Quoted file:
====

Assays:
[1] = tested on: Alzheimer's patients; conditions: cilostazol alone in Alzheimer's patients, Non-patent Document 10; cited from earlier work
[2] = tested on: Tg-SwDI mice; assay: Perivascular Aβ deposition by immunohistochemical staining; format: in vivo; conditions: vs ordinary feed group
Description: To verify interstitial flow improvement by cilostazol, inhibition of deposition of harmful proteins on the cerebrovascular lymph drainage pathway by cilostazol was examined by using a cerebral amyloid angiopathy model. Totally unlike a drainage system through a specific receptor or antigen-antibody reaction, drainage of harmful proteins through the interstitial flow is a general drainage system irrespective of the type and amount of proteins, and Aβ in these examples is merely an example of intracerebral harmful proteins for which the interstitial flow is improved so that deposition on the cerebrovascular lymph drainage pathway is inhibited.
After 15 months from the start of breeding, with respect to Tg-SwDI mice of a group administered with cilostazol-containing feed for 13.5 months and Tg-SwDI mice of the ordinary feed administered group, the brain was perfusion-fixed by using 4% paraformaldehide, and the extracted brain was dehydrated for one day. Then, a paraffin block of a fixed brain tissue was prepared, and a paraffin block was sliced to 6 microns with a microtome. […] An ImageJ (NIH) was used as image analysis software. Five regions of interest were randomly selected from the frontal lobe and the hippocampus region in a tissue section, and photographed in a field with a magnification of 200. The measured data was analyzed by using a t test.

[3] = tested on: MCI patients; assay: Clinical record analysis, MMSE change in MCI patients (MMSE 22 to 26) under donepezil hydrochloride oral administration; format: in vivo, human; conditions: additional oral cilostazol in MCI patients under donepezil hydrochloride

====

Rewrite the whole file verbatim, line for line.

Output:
Assays:
[1] = tested on: Alzheimer's patients; conditions: cilostazol alone in Alzheimer's patients, Non-patent Document 10; cited from earlier work
[2] = tested on: Tg-SwDI mice; assay: Perivascular Aβ deposition by immunohistochemical staining; format: in vivo; conditions: vs ordinary feed group
Description: To verify interstitial flow improvement by cilostazol, inhibition of deposition of harmful proteins on the cerebrovascular lymph drainage pathway by cilostazol was examined by using a cerebral amyloid angiopathy model. Totally unlike a drainage system through a specific receptor or antigen-antibody reaction, drainage of harmful proteins through the interstitial flow is a general drainage system irrespective of the type and amount of proteins, and Aβ in these examples is merely an example of intracerebral harmful proteins for which the interstitial flow is improved so that deposition on the cerebrovascular lymph drainage pathway is inhibited.
After 15 months from the start of breeding, with respect to Tg-SwDI mice of a group administered with cilostazol-containing feed for 13.5 months and Tg-SwDI mice of the ordinary feed administered group, the brain was perfusion-fixed by using 4% paraformaldehide, and the extracted brain was dehydrated for one day. Then, a paraffin block of a fixed brain tissue was prepared, and a paraffin block was sliced to 6 microns with a microtome. […] An ImageJ (NIH) was used as image analysis software. Five regions of interest were randomly selected from the frontal lobe and the hippocampus region in a tissue section, and photographed in a field with a magnification of 200. The measured data was analyzed by using a t test.

[3] = tested on: MCI patients; assay: Clinical record analysis, MMSE change in MCI patients (MMSE 22 to 26) under donepezil hydrochloride oral administration; format: in vivo, human; conditions: additional oral cilostazol in MCI patients under donepezil hydrochloride